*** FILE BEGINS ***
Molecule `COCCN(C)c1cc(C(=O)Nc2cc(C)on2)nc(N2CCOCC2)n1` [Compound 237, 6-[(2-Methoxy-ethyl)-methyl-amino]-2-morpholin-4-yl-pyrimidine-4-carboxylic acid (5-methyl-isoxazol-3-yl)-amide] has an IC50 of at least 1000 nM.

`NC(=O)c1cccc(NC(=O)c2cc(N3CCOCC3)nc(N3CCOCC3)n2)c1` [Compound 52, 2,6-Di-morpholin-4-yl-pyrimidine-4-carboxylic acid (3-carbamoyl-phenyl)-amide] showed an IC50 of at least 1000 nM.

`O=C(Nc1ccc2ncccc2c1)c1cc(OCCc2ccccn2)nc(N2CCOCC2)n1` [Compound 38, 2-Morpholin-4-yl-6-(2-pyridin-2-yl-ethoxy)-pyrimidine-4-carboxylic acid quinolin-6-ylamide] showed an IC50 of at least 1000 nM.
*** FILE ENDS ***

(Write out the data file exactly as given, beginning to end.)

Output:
Molecule `COCCN(C)c1cc(C(=O)Nc2cc(C)on2)nc(N2CCOCC2)n1` [Compound 237, 6-[(2-Methoxy-ethyl)-methyl-amino]-2-morpholin-4-yl-pyrimidine-4-carboxylic acid (5-methyl-isoxazol-3-yl)-amide] has an IC50 of at least 1000 nM.

`NC(=O)c1cccc(NC(=O)c2cc(N3CCOCC3)nc(N3CCOCC3)n2)c1` [Compound 52, 2,6-Di-morpholin-4-yl-pyrimidine-4-carboxylic acid (3-carbamoyl-phenyl)-amide] showed an IC50 of at least 1000 nM.

`O=C(Nc1ccc2ncccc2c1)c1cc(OCCc2ccccn2)nc(N2CCOCC2)n1` [Compound 38, 2-Morpholin-4-yl-6-(2-pyridin-2-yl-ethoxy)-pyrimidine-4-carboxylic acid quinolin-6-ylamide] showed an IC50 of at least 1000 nM.